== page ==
Oamaru’s Catholic convent could be converted
A 116-year-old former Catholic convent at 70 Reed St, Oamaru is for sale. Photo / Supplied
A 116-year-old former convent is for sale in the up-and-coming South Island tourist town of Oamaru with the potential conversion to visitor accommodation.
“This is a very rare chance to own a piece of Oamaru’s history,” says Paul Vining of Savills Christchurch who, with colleague William Wallace, is marketing it for sale by tenders closing on Wednesday November 8.
The heritage-listed convent buildings, at 70 Reed St, are next to St Patrick’s Basilica - Oamaru’s Catholic church. The stately complex includes 52 rooms in two interlinked, two-level accommodation buildings (the original Rosary Convent Building and a later addition); a chapel and manicured gardens on almost 8000sq m of land.
The property was most recently occupied by a rest home, which has now moved to a new facility.
“This opens up the opportunity for a new owner to kick off the next chapter in the convent’s long history at a time when the town is popping up on the radar of domestic and international visitors,” Vining says. “The property is in a great central location and it has huge potential, given the shortage of accommodation in Oamaru and the town’s growing tourism scene.”
He says the Waitaki District Council has approved the change of use to visitor accommodation.
Wallace says the owner, who is selling the property to focus on other development interests, also had plans drawn up for an accommodation and events/function centre.
“The property is being sold with consents in place for visitor accommodation, and there are plans available which the new owner could opt to proceed with. The convent would make a great venue for conferences and events, particularly weddings, which could make use of the beautiful old chapel.”
Vining says a large area of excess land on the western side of the site, behind St Patrick’s Basilica, is also suitable for future development.
“The owner also has plans in place for four townhouses to be constructed on the Aln Street side of the property. These could be developed and either leased or sold, potentially adding significant value for the new owner.”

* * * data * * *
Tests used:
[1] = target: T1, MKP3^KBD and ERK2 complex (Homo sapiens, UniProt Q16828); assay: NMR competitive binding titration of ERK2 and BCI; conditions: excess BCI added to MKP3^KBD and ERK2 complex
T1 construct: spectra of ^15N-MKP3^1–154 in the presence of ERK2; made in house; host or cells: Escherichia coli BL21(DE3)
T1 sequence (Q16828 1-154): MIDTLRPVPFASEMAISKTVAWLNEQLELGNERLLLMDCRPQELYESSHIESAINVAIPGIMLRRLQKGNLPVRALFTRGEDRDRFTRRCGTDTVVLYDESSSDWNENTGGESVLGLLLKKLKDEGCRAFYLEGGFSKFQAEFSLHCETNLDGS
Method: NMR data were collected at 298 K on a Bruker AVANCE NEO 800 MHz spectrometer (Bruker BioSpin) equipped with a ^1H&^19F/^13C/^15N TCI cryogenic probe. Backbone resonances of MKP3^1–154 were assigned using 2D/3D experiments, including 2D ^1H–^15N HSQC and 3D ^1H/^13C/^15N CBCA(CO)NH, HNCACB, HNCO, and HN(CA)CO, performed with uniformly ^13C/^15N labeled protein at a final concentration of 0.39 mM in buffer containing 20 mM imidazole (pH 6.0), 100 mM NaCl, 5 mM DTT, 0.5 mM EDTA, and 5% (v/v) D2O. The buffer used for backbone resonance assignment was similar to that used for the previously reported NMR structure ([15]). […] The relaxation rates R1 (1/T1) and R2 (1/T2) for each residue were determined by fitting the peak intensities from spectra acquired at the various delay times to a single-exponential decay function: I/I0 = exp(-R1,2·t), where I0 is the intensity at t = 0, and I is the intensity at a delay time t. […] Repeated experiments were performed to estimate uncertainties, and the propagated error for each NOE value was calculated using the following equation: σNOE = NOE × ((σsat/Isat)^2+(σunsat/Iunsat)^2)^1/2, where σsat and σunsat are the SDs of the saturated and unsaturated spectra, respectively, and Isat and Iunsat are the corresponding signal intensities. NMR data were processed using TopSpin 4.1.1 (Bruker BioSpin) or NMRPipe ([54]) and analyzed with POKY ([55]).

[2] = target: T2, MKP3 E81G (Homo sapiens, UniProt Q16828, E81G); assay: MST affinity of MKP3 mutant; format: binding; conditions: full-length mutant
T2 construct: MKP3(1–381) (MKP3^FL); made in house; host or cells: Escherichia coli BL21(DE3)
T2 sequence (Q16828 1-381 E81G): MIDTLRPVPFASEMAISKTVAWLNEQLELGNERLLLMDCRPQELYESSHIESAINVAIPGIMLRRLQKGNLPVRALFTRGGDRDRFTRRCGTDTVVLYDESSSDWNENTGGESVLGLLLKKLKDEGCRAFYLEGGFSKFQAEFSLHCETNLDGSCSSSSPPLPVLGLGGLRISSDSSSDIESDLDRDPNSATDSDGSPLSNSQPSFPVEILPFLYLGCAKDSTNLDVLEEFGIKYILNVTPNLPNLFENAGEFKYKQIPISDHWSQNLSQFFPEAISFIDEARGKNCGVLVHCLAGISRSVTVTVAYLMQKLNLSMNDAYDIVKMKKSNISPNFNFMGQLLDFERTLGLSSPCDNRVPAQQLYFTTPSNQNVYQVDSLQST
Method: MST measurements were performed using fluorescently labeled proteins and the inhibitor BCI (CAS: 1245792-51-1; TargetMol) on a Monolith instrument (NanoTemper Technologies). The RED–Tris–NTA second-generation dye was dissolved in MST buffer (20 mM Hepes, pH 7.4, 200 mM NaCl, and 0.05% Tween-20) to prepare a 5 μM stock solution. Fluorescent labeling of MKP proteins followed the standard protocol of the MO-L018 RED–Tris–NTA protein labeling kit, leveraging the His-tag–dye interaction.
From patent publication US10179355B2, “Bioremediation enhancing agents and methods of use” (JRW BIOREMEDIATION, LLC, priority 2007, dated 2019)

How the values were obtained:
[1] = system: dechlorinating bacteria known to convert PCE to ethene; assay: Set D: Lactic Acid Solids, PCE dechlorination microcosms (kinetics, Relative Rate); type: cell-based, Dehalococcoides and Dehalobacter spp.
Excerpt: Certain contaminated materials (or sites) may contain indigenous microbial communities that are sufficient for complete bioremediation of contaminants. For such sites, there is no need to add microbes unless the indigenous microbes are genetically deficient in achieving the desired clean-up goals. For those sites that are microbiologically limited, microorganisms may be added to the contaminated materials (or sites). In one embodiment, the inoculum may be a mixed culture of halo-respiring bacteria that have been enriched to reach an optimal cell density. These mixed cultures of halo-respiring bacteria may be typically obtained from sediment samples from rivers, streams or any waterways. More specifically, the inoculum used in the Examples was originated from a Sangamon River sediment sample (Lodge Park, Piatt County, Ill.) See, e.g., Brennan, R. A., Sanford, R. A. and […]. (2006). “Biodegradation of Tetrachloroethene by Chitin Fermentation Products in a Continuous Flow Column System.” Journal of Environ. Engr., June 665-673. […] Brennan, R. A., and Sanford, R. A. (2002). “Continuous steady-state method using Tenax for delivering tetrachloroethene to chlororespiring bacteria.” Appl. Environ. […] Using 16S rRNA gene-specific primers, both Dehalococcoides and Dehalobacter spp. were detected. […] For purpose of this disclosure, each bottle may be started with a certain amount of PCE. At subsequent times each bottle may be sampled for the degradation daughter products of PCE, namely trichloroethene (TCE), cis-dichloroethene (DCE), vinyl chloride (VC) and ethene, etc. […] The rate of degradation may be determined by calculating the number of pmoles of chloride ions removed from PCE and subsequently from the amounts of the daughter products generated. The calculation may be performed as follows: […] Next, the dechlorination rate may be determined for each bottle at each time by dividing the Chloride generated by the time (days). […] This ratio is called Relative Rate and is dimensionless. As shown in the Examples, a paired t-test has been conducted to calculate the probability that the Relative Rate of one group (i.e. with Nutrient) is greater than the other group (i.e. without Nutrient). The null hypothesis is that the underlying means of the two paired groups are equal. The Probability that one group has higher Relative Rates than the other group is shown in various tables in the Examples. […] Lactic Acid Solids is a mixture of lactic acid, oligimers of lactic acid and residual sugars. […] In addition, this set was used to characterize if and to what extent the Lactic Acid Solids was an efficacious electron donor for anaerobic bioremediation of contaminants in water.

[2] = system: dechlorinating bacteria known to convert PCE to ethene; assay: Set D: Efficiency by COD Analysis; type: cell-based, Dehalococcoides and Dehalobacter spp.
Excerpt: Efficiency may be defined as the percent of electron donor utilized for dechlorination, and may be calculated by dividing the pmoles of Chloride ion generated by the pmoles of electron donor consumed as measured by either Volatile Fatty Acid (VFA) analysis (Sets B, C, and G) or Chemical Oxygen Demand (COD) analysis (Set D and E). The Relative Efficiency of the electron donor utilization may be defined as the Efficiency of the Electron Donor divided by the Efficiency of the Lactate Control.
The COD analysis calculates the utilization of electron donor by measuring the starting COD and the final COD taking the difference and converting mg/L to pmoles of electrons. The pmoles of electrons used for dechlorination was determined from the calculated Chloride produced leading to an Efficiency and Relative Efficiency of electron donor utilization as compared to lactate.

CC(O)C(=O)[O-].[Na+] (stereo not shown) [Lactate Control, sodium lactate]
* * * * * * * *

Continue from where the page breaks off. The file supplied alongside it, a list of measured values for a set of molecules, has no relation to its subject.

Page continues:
He says the buildings, which make up 1770sq m in total floor area, have been well maintained since the original convent building and chapel were built at the beginning of last century.
The convent and cathedral were designed by Francis Petre, an architect and civil engineer who was widely recognised for his pioneering use of concrete. His famous church buildings include St Joseph's Cathedral, Dunedin; Cathedral of the Sacred Heart in Wellington and the Cathedral of the Blessed Sacrament in Christchurch, which was the outstanding achievement of his career.
According to Heritage New Zealand, the Dominican nuns who originally occupied the convent arrived in Oamaru in the early 1880s. Their first home was a five-roomed cottage (later enlarged) which was situated at the back of the Rosary Convent.
Between 1900 and 1912 the convent building also housed a boarding school for girls, which moved to another property in 1913. The same year, St Thomas’s Academy, a boarding school for boys, was established in the part of the building which had been vacated by the girls’ school. The nuns continued to occupy the rest of the convent.
In 1920 the chapel was built, which still features its original marble interior. St Thomas’s Academy was closed in the early 1960s. From about 1963 until the early 1980s, some rooms in the convent were occupied by St Thomas’s Girls’ Secondary School, which had been founded in 1935 by the Dominican nuns.
In the late 1980s the local polytechnic used the rooms St Thomas’s Girls’ Secondary School had once occupied. In the early 1990s the few nuns still living in the convent moved to other accommodation and the convent was sold.
In 1994, the Rendell on Reed rest home opened, which occupied the property until this year.
Wallace says Oamaru is becoming a fixture on the South Island tourism circuit making an ideal overnight stopover only three hours’ drive from Christchurch.
“There is a clear need for investment in more accommodation, event and conference facilities to cater for Oamaru's growing visitor market,” he says.
Various well-established tourist attractions, including the Alps 2 Ocean Cycle Trail, the Steampunk Museum and the town’s well-preserved heritage buildings are contributing to increasing numbers of visitors including Oamaru on their itinerary.
According to the latest Stats NZ Commercial Accommodation Monitor, 405,864 guest nights were recorded
in the Waitaki District for the year ending July 2017. Over this period, international guest nights rose 16.6 per cent in the Waitaki.
Wallace says China Southern has also increased its flights into Christchurch Airport, which is benefiting the entire South Island economy.
Paul Vining and William Wallace, Savills Christchurch